The chiropractic approach is to use carefully directed and controlled “adjustments” to remove the interference from spinal and associated structures. These chiropractic adjustments can be very effective in reducing nerve irritation and pain that is associated with it.

Sometimes the cause of sciatica is beyond the scope of chiropractic care. If this is the case, your chiropractor will refer you to the appropriate specialist.

Disc Problems

Disc Overview

The bones of the spine are separated by tough cartilage pads called discs.  Healthy discs are flexible and thick (like a wet sponge) allowing bending and twisting motions. Unhealthy discs are stiff and hard (like a dry sponge) and prone to injuries such as bulging or herniation.  Firstly, they act as the spine’s shock absorbers.  Secondly, they allow the spine to move in many different directions.  Individually, the discs offer very little movement, but in teamwork with the spinal bones, they give the spine just enough flexibility for various ranges of motion.

What are discs made of?

Discs are mainly made up of water, collagen and proteoglycans – a protein found in human connective tissues which helps to attract water and keep the discs hydrated. The inner gel-like material (nucleus pulposus) contains more water than the outer coat (annulus fibrosus).

This water content is very important because it keeps the discs plump and healthy, which enables them to function more effectively.

How do discs stay healthy?

Unlike other structures in the human body, spinal discs do not have a direct blood supply. Instead they get their nutrients and moisture from a kind of pumping action as the spinal bones above and below move in all directions.

This is really important to understand because it is central to why most disc problems develop, as well as providing the key to reversing disc problems after they have emerged.

Without this regular pumping action, spinal discs are unable to get the mosture and nutrients they need for optimum health.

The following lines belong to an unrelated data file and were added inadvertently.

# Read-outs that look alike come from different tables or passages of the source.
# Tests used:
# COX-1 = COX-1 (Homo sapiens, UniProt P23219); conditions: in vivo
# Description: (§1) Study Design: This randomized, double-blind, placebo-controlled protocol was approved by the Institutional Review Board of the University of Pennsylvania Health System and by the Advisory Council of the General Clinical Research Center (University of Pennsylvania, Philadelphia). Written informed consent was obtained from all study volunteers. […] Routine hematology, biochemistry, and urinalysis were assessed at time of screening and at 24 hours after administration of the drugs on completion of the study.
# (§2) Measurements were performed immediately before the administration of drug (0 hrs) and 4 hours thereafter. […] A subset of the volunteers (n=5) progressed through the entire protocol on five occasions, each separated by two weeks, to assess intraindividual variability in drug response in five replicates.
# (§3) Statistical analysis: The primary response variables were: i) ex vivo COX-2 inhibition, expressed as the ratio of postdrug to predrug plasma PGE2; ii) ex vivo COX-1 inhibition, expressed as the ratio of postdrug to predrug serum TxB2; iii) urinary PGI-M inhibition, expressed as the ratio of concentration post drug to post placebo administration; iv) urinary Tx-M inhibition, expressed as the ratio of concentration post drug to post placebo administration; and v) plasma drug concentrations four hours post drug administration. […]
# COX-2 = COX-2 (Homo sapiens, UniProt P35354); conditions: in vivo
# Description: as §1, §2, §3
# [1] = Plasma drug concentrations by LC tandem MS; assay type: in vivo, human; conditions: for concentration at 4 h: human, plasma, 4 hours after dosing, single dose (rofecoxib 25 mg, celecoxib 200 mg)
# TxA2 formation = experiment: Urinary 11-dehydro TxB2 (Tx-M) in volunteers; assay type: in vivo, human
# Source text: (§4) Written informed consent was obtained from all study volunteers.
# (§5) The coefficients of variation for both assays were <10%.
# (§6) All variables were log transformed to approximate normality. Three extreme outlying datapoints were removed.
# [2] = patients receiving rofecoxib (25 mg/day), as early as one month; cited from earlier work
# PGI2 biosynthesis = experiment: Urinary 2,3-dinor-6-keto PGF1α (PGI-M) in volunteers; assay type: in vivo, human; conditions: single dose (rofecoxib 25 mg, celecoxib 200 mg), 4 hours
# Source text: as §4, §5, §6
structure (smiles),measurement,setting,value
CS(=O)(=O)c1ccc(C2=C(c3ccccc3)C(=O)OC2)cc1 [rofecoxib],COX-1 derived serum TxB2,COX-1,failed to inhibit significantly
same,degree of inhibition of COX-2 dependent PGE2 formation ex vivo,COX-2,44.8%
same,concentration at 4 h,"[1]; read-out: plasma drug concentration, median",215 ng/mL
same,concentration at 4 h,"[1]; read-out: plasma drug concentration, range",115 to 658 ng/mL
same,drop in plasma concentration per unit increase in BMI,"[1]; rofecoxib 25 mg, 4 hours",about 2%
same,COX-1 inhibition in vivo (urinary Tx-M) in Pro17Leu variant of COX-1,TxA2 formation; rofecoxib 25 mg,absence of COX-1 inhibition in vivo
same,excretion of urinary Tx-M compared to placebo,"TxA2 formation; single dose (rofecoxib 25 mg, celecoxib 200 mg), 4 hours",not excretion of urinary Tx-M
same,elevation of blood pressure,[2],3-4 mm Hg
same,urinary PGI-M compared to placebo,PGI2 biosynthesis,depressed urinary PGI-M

Why do discs become unhealthy?

Over long periods of time, due to gravity, dysfunction in the spinal joints and accumulated trauma, the discs become starved of adequate water and nutrients and begin to become dehydrated and malnourished.

This process can lead to the discs losing their plumpness, causing them to become flattened in appearance and less elastic – and so affecting their ability to function properly.

This is what is known as ‘Degenerative Disc Disease.’

Also, the outer layer of dehydrated discs can become prone to thinning and cracking. This weakening of the outer layer may result in the inner gel pushing out, causing the outer layer to bulge.

Constant and continual compression prevents much-needed oxygen and nutrients from entering the disc. This ongoing starvation causes the once-tough outer layers of the disc to deteriorate (wear & tear) allowing the disc to become injured or diseased.

Disc damage can occur anywhere in the spine. However, the discs of the neck (cervical spine) and low back (lumbar spine) are the most commonly injured.

Because of the way each disc is attached to the spinal bones (vertebrae) above and below, a disc cannot “slip” as commonly thought. However, trauma or injury to the spine can cause discs to tear, bulge, herniate, dessicate or rupture. This can be quite painful, putting pressure on the nerve roots and/or spinal cord, interfering with their function.

Chiropractic and Disc Problems

The chiropractic approach to disc problems is to help restore better motion and position to the spinal joint or joints involved. Besides reducing disc bulging, better spinal function helps reduce inflammation and begin the slow process of healing the surrounding soft tissues.

While results can’t be guaranteed, many patients have avoided needless surgery or a dependency on pain pills, by choosing conservative chiropractic care. The traditional approach to disc problems often ignores spinal function.  If detected early enough, conservative chiropractic care is not only safer, but is often more effective than back surgery.